Happy mayhems

Took Rigby out for his Christmas morning walk at about 8.30. It was already warm, the sky a perfect blue. Walking down the street it seemed unnaturally quiet. There was no traffic on the street, no sounds of movement or industry. There was not even a breeze.

Down the end of the street there was a woman walking in a straw hat. We walked in her direction, and slowly things emerged. Passing one house I heard the faint strains of Christmas carols. Passing another a family came out the front gate to visit their neighbours, three little girls bounding with excitement. The father seemed to me a typical Australian type with an open, friendly face. “G’day mate,” he said, “merry Christmas”, and I wished him the same.

Passing the woman we exchanged greetings. Still it was quiet. The houses revealed little, but I imagined inside families gathered for this most special of family days, the kids hyper opening their presents while proud parents watched on, all of it a happy mayhem.

Beach road on a Sunday morning is normally chockas with cyclists in long ribbons going to or from the peninsula. It’s difficult to cross sometimes so choked is the road with cyclists and general traffic. There was little traffic today, and though there were cyclists, far fewer than normal. They rode by in clumps of 10 or 12, the diehards, many of them with antlers attached to their helmets or santa hats or some sort of festive decoration.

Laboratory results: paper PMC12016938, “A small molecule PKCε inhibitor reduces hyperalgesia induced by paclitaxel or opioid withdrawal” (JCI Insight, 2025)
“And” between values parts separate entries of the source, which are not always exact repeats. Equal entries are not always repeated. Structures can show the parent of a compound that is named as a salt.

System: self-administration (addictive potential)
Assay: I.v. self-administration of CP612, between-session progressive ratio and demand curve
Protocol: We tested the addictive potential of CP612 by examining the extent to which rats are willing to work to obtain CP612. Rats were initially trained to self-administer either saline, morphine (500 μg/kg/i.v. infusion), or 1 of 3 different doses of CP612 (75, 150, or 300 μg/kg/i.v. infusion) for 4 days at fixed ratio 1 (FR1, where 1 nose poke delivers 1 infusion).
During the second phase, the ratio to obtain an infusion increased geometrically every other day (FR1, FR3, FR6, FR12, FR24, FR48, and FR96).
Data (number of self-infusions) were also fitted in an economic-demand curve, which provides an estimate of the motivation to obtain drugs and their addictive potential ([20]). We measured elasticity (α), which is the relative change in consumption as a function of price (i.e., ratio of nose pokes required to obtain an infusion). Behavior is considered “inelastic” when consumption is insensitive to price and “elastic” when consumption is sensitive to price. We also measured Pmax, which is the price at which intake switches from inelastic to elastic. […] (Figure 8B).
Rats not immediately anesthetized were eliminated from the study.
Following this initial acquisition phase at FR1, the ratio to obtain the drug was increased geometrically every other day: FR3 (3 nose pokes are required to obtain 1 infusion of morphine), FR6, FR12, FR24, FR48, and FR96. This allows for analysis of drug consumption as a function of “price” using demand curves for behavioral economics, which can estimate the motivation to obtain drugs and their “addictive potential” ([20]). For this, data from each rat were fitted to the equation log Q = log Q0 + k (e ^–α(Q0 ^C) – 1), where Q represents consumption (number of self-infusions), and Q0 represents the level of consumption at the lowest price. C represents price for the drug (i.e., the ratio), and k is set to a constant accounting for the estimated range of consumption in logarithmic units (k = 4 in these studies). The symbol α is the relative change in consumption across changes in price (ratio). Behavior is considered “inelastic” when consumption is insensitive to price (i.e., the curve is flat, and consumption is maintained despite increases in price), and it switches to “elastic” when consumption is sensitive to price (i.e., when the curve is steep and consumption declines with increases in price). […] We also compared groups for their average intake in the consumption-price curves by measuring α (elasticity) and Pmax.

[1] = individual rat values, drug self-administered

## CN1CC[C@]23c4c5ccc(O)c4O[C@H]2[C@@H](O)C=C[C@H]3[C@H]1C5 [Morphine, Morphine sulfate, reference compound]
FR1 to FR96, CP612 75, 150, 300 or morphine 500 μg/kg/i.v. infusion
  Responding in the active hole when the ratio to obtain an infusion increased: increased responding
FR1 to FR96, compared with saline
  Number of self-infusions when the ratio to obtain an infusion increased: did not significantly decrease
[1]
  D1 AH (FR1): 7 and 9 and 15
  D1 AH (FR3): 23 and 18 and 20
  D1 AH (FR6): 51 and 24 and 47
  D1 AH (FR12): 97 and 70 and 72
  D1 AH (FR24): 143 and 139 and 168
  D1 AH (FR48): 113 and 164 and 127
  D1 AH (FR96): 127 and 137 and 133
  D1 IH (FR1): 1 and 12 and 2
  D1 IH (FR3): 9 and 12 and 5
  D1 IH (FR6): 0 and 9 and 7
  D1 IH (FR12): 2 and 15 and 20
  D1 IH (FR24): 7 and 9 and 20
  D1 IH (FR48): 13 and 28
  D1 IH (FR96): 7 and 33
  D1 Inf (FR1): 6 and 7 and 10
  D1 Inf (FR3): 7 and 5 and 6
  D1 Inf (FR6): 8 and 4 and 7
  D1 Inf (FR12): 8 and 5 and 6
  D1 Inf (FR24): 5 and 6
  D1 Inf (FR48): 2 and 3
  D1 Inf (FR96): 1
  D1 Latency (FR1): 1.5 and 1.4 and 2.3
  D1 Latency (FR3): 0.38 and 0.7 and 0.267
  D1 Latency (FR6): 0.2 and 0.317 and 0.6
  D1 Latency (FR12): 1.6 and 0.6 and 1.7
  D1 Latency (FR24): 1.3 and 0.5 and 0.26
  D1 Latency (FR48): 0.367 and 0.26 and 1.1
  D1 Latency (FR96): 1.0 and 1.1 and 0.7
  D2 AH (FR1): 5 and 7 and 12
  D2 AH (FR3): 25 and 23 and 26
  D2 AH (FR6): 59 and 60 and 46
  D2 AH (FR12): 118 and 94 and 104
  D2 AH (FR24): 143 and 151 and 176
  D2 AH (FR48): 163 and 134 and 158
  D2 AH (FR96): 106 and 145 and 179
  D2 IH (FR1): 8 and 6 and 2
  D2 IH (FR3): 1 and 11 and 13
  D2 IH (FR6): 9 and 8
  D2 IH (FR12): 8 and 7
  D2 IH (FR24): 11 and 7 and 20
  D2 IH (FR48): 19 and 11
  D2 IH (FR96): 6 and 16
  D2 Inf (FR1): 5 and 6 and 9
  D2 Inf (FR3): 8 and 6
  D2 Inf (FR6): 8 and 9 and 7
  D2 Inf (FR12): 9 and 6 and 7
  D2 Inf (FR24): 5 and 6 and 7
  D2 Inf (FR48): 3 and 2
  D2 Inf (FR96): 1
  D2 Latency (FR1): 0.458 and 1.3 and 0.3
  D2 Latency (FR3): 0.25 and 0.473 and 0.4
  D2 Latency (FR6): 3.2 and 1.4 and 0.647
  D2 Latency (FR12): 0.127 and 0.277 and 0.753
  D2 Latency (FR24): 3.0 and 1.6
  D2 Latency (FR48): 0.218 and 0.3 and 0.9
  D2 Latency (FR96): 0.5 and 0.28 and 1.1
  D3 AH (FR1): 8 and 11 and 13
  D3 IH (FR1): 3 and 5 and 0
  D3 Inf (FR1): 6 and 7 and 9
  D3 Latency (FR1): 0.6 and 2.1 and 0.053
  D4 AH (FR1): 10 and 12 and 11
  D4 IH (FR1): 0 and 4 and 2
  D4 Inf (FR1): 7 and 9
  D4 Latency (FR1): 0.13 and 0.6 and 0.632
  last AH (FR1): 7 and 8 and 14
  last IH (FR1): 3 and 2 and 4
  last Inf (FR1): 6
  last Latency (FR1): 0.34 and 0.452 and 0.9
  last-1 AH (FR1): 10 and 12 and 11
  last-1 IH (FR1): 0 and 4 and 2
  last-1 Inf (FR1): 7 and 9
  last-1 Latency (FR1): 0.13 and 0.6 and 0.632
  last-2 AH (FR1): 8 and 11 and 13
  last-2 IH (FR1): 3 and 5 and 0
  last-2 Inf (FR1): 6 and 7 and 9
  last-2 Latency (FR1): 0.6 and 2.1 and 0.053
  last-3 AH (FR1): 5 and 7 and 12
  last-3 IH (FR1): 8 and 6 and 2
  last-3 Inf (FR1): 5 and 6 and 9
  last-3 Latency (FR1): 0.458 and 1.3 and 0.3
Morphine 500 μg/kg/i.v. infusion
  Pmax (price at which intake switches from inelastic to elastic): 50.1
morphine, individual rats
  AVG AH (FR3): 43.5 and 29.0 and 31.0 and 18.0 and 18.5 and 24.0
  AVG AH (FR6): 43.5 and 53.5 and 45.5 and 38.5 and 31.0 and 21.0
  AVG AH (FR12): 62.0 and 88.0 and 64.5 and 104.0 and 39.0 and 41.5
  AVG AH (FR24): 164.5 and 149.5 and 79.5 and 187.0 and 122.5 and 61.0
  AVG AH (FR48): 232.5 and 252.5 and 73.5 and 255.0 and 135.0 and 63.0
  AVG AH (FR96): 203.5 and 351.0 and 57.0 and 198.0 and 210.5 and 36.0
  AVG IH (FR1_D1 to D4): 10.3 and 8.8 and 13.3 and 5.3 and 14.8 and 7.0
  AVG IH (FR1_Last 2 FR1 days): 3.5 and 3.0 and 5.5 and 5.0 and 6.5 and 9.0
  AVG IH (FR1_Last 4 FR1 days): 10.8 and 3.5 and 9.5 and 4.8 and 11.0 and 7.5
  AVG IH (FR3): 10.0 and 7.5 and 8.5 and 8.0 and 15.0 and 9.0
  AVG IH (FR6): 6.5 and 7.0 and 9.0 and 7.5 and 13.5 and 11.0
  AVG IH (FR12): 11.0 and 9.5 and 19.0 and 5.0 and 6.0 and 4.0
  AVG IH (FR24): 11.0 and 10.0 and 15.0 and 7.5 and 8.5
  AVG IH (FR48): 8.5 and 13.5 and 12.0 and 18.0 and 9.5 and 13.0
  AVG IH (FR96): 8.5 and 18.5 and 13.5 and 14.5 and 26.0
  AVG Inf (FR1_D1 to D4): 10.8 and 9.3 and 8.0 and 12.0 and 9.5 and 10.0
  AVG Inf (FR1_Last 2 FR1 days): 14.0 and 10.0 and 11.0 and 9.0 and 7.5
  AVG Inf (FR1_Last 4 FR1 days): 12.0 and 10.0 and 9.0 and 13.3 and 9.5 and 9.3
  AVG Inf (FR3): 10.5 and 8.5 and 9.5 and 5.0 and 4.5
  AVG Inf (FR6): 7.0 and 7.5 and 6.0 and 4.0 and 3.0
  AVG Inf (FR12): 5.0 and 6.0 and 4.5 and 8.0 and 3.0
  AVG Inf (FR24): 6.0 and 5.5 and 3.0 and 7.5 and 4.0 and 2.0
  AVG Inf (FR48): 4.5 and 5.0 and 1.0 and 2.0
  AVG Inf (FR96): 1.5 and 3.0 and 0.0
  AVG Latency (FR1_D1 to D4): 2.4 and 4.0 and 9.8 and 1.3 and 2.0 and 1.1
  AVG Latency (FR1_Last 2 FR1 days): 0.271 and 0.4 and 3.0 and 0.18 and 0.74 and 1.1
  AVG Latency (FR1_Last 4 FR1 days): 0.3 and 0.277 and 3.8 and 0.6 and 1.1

It was beautiful on the beach. The sky was an azure blue, and the water still. There were a few swimming, and others walking along the sand or the path behind the beach. It seemed so classic. While most of the world today celebrates Christmas in some kind of winter setting in Oz it’s high summer. It’s forecast 36 degrees today after 35 yesterday. The next 3 days are said to be similar. It’s a hedonist’s paradise.

Back home I’m sitting here with a glass of very rummy eggnog, held over from last night. There are even carols playing. I’ve been in touch with the family that counts. I’ll set about fixing my lunch in an hour or two.

Last night I watched It’s a Wonderful Life. It’s a movie I probably hadn’t seen for 15 years or more. In recollection it seemed mawkish to me – which undeniably it is; but watching it again I was affected by that very mawkishness. It’s easy to be cynical and cool, but unwise. These are the things I’m learning – never too old.

To all that read this, have a happy and safe day – and I hope Santa treats you well.

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